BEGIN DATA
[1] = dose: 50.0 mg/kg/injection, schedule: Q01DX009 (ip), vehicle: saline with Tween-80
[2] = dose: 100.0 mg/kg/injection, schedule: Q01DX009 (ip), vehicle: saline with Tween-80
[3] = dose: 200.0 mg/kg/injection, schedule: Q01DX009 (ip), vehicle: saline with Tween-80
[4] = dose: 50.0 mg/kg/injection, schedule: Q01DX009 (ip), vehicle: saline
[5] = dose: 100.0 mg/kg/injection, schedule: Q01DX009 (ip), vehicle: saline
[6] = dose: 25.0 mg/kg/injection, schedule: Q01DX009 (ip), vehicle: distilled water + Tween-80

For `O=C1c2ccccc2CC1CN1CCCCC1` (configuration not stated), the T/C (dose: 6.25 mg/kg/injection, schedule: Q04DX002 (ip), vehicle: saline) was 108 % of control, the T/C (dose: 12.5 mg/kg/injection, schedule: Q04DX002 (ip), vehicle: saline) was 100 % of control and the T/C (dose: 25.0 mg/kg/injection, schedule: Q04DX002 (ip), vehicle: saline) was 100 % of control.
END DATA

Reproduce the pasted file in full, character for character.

[1] = dose: 50.0 mg/kg/injection, schedule: Q01DX009 (ip), vehicle: saline with Tween-80
[2] = dose: 100.0 mg/kg/injection, schedule: Q01DX009 (ip), vehicle: saline with Tween-80
[3] = dose: 200.0 mg/kg/injection, schedule: Q01DX009 (ip), vehicle: saline with Tween-80
[4] = dose: 50.0 mg/kg/injection, schedule: Q01DX009 (ip), vehicle: saline
[5] = dose: 100.0 mg/kg/injection, schedule: Q01DX009 (ip), vehicle: saline
[6] = dose: 25.0 mg/kg/injection, schedule: Q01DX009 (ip), vehicle: distilled water + Tween-80

For `O=C1c2ccccc2CC1CN1CCCCC1` (configuration not stated), the T/C (dose: 6.25 mg/kg/injection, schedule: Q04DX002 (ip), vehicle: saline) was 108 % of control, the T/C (dose: 12.5 mg/kg/injection, schedule: Q04DX002 (ip), vehicle: saline) was 100 % of control and the T/C (dose: 25.0 mg/kg/injection, schedule: Q04DX002 (ip), vehicle: saline) was 100 % of control.